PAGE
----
Latvian-Designed Robotic Arms Providing Help to Wind Turbines

Latvian startup Aerones has taken on the challenge of introducing robotic solutions to servicing wind turbines, which constitute an important renewable solution for the future. The product has gained widespread attention.

Wind turbine with Aerones robot.
Wind turbine with Aerones robot. Photo: courtesy of Aerones

The demand for renewable sources of energy has steadily been on the rise. Effective handling of wind energy comes at hand as wind and solar renewable energies are expected to become essential means to achieve the climate goals of the Paris Agreement. Latvian startup Aerones has a solution – a robotic arm to handle the monitoring, cleaning, and maintaining of wind turbines.

How does the robot work?

At first, four winches with attached ropes and powered by electricity are strategically positioned around the wind turbine. The ropes are subsequently tied to a robotic arm positioned between them, and the arm is then lifted alongside the wind turbine. The robotic arm can perform various functions, from inspection and monitoring to coating and fixing cracks or leakages in the turbines. Many minor problems decrease the turbine’s efficiency, such as erosion and oil leakages, and some, for instance, cracks on blades and icing, cause it to stop immediately. The robotic arm is, therefore, well placed to prevent both naturally occurring issues in the life cycle of the turbine, including problems that arise unexpectedly due to bad weather conditions or collision with birds. 

The Aerones product is special in its cost-effectiveness and advantage over human labor. The startup claims that it can do the work as much as six times faster. All of these maintenance works usually take several days, if not longer, but the robot does them in no more than two days.  

Additionally, it is rather simple to control the robotic arms. They are manipulated on-site from a vehicle with several screens connected to cameras placed on the device. Adjusting their actions takes place on a device similar to that of a PlayStation console, stated the CEO and co-founder Dainis Kruze in a presentation.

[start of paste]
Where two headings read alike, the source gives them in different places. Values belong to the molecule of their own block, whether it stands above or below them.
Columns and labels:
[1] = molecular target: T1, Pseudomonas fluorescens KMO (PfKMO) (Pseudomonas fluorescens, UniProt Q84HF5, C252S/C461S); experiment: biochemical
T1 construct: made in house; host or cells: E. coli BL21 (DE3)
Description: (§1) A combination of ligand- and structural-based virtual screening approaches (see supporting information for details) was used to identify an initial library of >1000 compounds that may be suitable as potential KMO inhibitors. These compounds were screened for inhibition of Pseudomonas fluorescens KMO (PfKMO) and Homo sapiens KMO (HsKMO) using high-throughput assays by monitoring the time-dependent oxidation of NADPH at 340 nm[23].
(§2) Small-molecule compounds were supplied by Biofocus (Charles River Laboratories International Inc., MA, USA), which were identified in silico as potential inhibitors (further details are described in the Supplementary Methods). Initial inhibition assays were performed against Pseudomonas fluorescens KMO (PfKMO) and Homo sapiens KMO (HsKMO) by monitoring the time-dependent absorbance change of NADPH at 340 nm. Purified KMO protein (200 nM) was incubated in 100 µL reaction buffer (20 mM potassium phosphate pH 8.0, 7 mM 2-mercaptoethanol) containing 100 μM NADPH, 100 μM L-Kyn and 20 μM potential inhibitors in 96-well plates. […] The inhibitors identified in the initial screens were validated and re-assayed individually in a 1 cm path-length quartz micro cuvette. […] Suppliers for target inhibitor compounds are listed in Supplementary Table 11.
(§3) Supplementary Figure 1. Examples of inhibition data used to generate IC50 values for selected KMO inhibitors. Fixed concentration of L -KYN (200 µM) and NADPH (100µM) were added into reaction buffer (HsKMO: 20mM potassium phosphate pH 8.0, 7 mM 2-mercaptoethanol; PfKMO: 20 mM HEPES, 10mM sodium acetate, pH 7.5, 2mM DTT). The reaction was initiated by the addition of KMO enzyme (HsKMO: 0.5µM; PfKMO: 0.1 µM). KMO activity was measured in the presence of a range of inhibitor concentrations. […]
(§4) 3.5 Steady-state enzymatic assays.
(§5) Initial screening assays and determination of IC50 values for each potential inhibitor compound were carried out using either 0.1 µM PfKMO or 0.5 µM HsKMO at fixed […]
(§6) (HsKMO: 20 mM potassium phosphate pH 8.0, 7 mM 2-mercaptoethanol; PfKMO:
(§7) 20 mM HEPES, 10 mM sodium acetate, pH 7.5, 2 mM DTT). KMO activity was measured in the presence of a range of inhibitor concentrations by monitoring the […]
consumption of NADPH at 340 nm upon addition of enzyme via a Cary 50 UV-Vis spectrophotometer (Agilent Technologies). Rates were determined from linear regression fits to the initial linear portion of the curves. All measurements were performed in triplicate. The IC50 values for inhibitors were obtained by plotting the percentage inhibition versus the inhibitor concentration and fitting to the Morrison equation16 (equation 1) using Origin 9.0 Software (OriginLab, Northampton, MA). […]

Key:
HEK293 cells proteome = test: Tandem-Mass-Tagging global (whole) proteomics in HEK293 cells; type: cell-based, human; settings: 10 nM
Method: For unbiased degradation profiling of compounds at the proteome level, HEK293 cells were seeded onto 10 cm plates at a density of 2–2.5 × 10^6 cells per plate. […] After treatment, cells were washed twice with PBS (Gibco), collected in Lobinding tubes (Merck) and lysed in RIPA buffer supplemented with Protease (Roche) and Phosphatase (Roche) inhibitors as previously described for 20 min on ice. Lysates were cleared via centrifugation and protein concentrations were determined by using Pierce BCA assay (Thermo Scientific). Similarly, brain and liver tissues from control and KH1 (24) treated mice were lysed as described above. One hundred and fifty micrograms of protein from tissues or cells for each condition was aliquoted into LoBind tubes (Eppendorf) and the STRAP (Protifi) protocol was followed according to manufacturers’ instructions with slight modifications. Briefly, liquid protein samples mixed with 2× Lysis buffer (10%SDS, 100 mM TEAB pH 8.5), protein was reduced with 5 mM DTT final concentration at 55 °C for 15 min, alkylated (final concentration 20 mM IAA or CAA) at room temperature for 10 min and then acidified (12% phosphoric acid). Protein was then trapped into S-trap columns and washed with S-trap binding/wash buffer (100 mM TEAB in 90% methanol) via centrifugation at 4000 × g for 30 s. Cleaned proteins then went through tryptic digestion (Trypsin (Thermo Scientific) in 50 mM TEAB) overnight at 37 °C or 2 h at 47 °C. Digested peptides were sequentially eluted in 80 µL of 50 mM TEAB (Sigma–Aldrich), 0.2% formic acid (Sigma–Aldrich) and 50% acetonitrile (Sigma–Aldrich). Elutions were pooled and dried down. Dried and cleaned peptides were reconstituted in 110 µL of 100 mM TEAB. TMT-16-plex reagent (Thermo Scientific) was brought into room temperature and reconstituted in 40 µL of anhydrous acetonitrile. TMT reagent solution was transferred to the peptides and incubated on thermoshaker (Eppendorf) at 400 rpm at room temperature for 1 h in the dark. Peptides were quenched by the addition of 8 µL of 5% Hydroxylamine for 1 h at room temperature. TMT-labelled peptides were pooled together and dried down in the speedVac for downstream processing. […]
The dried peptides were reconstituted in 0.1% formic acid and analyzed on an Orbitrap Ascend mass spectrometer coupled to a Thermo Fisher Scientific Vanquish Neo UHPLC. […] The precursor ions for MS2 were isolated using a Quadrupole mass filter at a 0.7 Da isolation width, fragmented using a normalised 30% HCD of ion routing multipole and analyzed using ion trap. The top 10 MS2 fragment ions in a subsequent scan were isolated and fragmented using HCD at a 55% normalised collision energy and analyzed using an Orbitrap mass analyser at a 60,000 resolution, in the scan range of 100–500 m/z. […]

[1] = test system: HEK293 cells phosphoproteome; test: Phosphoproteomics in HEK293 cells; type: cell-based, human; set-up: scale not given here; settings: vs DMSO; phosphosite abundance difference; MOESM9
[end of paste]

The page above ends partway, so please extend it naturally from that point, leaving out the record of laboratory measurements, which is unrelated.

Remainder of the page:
The story behind Aerones

The current robotic product was preceded by projects related to the development of drones. The co-founders, Dainis Kruze and Janis Putrams, met at university and began their business with drones soon after. They hoped to develop a set of services that the drone could provide, going as far as rescuing people and maintaining turbines. However, many of their ideas were ahead of their time, and thus securing sufficient funding was difficult, Kruze explained.

Inspired by the need to secure smart turbine maintenance, they began to develop a robotic arm instead. Drones can cover some of the tasks needed to maintain wind turbines, yet they are unable to ‘stand still’ and deliver detailed work for the required duration. This need has turned out to be well covered by robots tested and in use since 2020. Initially, they surveyed and were piloted on over a hundred turbines during the day, with improvements steadily implemented at night.

The Latvian startup has since made it through several funding rounds. Currently, the company has used its product on six thousand turbines in 19 different countries and has grown to a staff of over 240 employees.

What lies ahead for Aerones

The promising start of this unique model in the region has also brought new challenges. One is how to adjust the technology to the increasing number of offshore turbines. This means that new adjustments need to be made to the robotic arms to operate effectively in the water. This summer, Aerones plans to test its modified robot, which should have magnetic components to attach to the blade. Another challenge is the need to increase automation to control these robots from a distance. Investment into these innovations guarantees even more success, as more wind turbines are on the agenda, rushing in to help with the challenges posed by global warming.

Martin Hochel

Martin Hochel comes from Bratislava, Slovakia, and has also lived in Belgium and the UK. He holds a BA in history and politics from Birkbeck College, University of London and is currently studying for his masters at the Central European University in Vienna in nationalism studies. Martin also works as a junior analyst at the Government Office of the Slovak Republic. In his free time, he likes to read, play the piano, and travel.

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